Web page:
Bob Boilen

In 1988, a determined Bob Boilen started showing up on NPR's doorstep every day, looking for a way to contribute his skills in music and broadcasting to the network. His persistence paid off, and within a few weeks he was hired, on a temporary basis, to work for All Things Considered. Less than a year later, Boilen was directing the show and continued to do so for the next 18 years.

Significant listener interest in the music being played on All Things Considered, along with his and NPR's vast music collections, gave Boilen the idea to start All Songs Considered. "It was obvious to me that listeners of NPR were also lovers of music, but what also became obvious by 1999 was that the web was going to be the place to discover new music and that we wanted to be the premiere site for music discovery." The show launched in 2000, with Boilen as its host.

Before coming to NPR, Boilen found many ways to share his passion for music. From 1982 to 1986 he worked for Baltimore's Impossible Theater, where he held many posts, including composer, technician, and recording engineer. Boilen became part of music history in 1983 with the Impossible Theater production Whiz Bang, a History of Sound. In it, Boilen became one of the first composers to use audio sampling — in this case, sounds from nature and the industrial revolution. He was interviewed about Whiz Bang by Susan Stamberg on All Things Considered.

In 1985, the Washington City Paper voted Boilen 'Performance Artist of the Year.' An electronic musician, he received a grant from the Washington D.C. Commission on the Arts and Humanities to work on electronic music and performance.

After Impossible Theater, Boilen worked as a producer for a television station in Washington, D.C. He produced several projects, including a music video show. In 1997, he started producing an online show called Science Live for the Discovery Channel. He also put out two albums with his psychedelic band, Tiny Desk Unit, during the late 1970s and early 1980s. Boilen still composes and performs music and posts it for free on his website BobBoilen.info. He performs contradance music and has a podcast of contradance music that he produces with his son Julian.

Boilen's first book, Your Song Changed My Life, was published in April 2016 by HarperCollins.

This is an unusual, beautiful and dark album curated by — and at times performed by — the Danish musician Agnes Obel. It's part of a series of artist-curated albums called Late Night Tales. Nils Frahm, The Flaming Lips, Jon Hopkins and others have put their own records together for the series in the past.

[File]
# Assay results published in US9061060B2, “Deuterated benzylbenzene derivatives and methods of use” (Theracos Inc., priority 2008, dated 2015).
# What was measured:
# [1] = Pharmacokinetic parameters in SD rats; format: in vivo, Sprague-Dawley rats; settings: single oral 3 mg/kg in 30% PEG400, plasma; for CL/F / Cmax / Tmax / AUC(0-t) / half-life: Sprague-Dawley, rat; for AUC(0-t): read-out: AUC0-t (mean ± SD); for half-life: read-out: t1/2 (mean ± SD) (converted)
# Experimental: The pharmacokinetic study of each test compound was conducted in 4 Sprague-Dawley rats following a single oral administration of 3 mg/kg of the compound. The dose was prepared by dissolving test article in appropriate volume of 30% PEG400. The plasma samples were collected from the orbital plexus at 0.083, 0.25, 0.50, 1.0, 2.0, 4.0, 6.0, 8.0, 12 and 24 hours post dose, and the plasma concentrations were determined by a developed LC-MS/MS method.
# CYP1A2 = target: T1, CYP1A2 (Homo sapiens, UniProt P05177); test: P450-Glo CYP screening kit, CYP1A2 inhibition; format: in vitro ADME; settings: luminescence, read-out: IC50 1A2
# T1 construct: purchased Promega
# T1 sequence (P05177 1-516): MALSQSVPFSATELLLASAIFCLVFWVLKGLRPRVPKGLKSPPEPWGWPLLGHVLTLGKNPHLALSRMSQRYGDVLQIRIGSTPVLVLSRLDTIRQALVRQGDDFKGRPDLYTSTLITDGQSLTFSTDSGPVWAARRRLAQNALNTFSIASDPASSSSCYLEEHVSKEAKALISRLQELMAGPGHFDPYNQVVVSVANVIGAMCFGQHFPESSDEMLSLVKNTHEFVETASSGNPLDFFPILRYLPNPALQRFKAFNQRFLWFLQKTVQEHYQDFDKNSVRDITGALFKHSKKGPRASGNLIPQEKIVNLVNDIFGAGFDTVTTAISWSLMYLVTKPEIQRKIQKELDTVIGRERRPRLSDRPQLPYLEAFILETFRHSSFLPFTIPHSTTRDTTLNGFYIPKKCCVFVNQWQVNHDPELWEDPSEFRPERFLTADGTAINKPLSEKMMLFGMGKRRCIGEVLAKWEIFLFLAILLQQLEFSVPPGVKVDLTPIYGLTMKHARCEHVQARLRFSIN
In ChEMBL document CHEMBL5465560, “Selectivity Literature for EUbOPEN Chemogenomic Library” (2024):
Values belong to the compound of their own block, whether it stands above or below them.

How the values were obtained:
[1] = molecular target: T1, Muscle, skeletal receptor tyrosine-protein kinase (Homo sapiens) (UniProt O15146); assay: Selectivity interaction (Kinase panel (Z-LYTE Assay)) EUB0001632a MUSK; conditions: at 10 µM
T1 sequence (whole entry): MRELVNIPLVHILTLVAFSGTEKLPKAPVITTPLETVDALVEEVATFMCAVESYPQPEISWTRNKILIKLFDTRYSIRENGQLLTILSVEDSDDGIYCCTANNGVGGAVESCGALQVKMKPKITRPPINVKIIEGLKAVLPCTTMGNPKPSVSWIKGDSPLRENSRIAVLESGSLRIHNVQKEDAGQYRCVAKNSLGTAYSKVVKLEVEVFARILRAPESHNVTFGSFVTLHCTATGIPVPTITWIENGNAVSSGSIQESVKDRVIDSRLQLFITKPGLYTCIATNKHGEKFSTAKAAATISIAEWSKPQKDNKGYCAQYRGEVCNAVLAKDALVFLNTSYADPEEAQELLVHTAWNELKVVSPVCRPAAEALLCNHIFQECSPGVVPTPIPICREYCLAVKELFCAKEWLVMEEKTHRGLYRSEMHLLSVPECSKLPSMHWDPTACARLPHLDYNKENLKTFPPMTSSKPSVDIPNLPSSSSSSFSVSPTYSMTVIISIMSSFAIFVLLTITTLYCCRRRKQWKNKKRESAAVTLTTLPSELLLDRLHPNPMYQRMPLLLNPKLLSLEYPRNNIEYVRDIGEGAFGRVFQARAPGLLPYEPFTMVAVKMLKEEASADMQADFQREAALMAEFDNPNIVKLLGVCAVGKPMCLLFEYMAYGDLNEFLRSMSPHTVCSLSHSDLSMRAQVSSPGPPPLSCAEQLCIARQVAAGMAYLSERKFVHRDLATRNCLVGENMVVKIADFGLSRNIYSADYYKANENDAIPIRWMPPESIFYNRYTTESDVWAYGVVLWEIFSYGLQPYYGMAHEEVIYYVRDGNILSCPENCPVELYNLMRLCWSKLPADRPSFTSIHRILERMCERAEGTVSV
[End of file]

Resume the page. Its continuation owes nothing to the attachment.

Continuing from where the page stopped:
It was daylight but the music was dark and moody. And despite having the office lights turned on high, it was Khruangbin's trance-inducing tone that set the mood and carried me away.

I remember feeling absolutely free. I recall the sensation of joy.

I first saw Glenn Branca at the 9:30 Club in Washington, D.C. in 1982. I came away from that concert wondering how it was that I, having spent so much of my life listening to music, had simply never thought about music simply as noise, perhaps somewhat organized, to varying degrees, but noise nonetheless. Branca, who died this past Sunday, gave me what may have been the loudest noise I'd ever heard that night, give or take a jackhammer or a jet engine, familiar sounds from growing up in Queens, N.Y.

"These times are poignant / The winds have shifted / It's all we can do / To stay uplifted."

Those words are sung so powerfully by Rising Appalachia, the musical project of sisters Leah Song and Chloe Smith. This uplifting, original folk song for these challenging times is called "Resilient."

"I think this is one of my vaguest songs," Mitski says in this conversation about her new song, "Geyser." "Usually my songs have a narrative of some sort. But this song is all feeling."

Even though the world will eventually come to an end, there's still beauty and hope in all of us and in song. That about sums up the wistful mystery that is the music of Darlingside. The quartet brought dystopian storytelling wrapped in choral harmony with this performance at the Tiny Desk. Their singing is layered on a bed of percussive and melodic tones, made with guitars both acoustic and electric, violin, cello, mandolin and a tiny synthesizer.

From the sounds of blues guitarist and singer Lead Belly to recordings of Southwestern Woodhouse Toads, Smithsonian Folkways has been capturing the sounds of global history for the past 70 years. These recordings are among 60,000 treasured tracks the label has in its library — and it promises they'll never go out of print — from the labor songs of Woody Guthrie and children's songs of Ella Jenkins to New Orleans hot jazz, songs of the civil rights movement, the Honk Horn music of Ghana and so much more.

Dictators as children. That's the frightening prospect put forward in this video and song by Young Fathers called, "Toy"

The song kicks off with the words, "I got ss-stammers and no manners / I'm the man that's gonna play it for keeps / Oceanic cinematic appetite for something bigger than free."

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